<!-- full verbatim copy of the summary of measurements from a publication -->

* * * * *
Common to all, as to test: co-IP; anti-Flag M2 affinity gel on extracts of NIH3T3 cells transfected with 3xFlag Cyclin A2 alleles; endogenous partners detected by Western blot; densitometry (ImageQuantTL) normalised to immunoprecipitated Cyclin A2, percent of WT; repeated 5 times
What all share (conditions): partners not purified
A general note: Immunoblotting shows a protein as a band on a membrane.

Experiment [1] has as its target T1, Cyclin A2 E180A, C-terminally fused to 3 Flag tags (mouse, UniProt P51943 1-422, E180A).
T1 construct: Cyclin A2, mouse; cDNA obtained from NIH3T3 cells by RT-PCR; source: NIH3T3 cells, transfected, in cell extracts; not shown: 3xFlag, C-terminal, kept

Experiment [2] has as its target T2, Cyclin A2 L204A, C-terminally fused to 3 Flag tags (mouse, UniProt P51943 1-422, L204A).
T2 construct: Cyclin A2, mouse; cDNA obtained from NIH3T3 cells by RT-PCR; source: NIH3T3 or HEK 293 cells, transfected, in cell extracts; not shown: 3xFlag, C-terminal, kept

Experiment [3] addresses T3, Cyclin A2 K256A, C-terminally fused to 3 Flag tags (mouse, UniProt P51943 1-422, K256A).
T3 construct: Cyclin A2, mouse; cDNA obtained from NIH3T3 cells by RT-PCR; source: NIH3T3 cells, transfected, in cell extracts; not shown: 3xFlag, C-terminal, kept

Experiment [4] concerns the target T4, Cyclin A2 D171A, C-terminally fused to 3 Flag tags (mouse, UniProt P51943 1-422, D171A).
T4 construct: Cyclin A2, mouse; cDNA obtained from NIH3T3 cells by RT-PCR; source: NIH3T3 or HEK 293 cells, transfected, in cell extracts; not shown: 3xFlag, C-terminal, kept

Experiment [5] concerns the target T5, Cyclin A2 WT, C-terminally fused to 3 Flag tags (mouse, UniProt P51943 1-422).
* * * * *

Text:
Common to all, as to test: co-IP; anti-Flag M2 affinity gel on extracts of NIH3T3 cells transfected with 3xFlag Cyclin A2 alleles; endogenous partners detected by Western blot; densitometry (ImageQuantTL) normalised to immunoprecipitated Cyclin A2, percent of WT; repeated 5 times
What all share (conditions): partners not purified
A general note: Immunoblotting shows a protein as a band on a membrane.

Experiment [1] has as its target T1, Cyclin A2 E180A, C-terminally fused to 3 Flag tags (mouse, UniProt P51943 1-422, E180A).
T1 construct: Cyclin A2, mouse; cDNA obtained from NIH3T3 cells by RT-PCR; source: NIH3T3 cells, transfected, in cell extracts; not shown: 3xFlag, C-terminal, kept

Experiment [2] has as its target T2, Cyclin A2 L204A, C-terminally fused to 3 Flag tags (mouse, UniProt P51943 1-422, L204A).
T2 construct: Cyclin A2, mouse; cDNA obtained from NIH3T3 cells by RT-PCR; source: NIH3T3 or HEK 293 cells, transfected, in cell extracts; not shown: 3xFlag, C-terminal, kept

Experiment [3] addresses T3, Cyclin A2 K256A, C-terminally fused to 3 Flag tags (mouse, UniProt P51943 1-422, K256A).
T3 construct: Cyclin A2, mouse; cDNA obtained from NIH3T3 cells by RT-PCR; source: NIH3T3 cells, transfected, in cell extracts; not shown: 3xFlag, C-terminal, kept

Experiment [4] concerns the target T4, Cyclin A2 D171A, C-terminally fused to 3 Flag tags (mouse, UniProt P51943 1-422, D171A).
T4 construct: Cyclin A2, mouse; cDNA obtained from NIH3T3 cells by RT-PCR; source: NIH3T3 or HEK 293 cells, transfected, in cell extracts; not shown: 3xFlag, C-terminal, kept

Experiment [5] concerns the target T5, Cyclin A2 WT, C-terminally fused to 3 Flag tags (mouse, UniProt P51943 1-422).